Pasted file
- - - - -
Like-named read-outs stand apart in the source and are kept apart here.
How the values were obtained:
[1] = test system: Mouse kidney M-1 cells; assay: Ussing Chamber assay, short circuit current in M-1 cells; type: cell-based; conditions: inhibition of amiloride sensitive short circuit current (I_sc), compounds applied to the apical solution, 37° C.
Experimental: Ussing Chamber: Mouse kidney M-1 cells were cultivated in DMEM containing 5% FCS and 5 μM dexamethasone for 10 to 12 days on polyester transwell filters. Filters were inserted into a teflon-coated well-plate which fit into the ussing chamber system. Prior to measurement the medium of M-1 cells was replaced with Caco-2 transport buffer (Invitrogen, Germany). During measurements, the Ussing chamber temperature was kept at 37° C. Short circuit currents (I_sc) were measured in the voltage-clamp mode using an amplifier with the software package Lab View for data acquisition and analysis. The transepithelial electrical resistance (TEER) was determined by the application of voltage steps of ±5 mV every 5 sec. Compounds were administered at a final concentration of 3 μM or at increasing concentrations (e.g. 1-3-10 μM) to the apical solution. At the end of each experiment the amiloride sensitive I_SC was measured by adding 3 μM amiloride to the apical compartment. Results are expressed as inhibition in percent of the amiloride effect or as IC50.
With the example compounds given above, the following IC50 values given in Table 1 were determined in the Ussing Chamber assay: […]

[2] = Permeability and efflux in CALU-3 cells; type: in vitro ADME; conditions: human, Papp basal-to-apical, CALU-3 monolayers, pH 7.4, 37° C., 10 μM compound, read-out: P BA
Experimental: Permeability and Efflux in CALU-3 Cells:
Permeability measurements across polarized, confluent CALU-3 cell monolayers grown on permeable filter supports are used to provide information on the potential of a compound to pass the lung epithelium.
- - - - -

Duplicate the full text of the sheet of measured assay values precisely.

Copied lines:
Like-named read-outs stand apart in the source and are kept apart here.
How the values were obtained:
[1] = test system: Mouse kidney M-1 cells; assay: Ussing Chamber assay, short circuit current in M-1 cells; type: cell-based; conditions: inhibition of amiloride sensitive short circuit current (I_sc), compounds applied to the apical solution, 37° C.
Experimental: Ussing Chamber: Mouse kidney M-1 cells were cultivated in DMEM containing 5% FCS and 5 μM dexamethasone for 10 to 12 days on polyester transwell filters. Filters were inserted into a teflon-coated well-plate which fit into the ussing chamber system. Prior to measurement the medium of M-1 cells was replaced with Caco-2 transport buffer (Invitrogen, Germany). During measurements, the Ussing chamber temperature was kept at 37° C. Short circuit currents (I_sc) were measured in the voltage-clamp mode using an amplifier with the software package Lab View for data acquisition and analysis. The transepithelial electrical resistance (TEER) was determined by the application of voltage steps of ±5 mV every 5 sec. Compounds were administered at a final concentration of 3 μM or at increasing concentrations (e.g. 1-3-10 μM) to the apical solution. At the end of each experiment the amiloride sensitive I_SC was measured by adding 3 μM amiloride to the apical compartment. Results are expressed as inhibition in percent of the amiloride effect or as IC50.
With the example compounds given above, the following IC50 values given in Table 1 were determined in the Ussing Chamber assay: […]

[2] = Permeability and efflux in CALU-3 cells; type: in vitro ADME; conditions: human, Papp basal-to-apical, CALU-3 monolayers, pH 7.4, 37° C., 10 μM compound, read-out: P BA
Experimental: Permeability and Efflux in CALU-3 Cells:
Permeability measurements across polarized, confluent CALU-3 cell monolayers grown on permeable filter supports are used to provide information on the potential of a compound to pass the lung epithelium.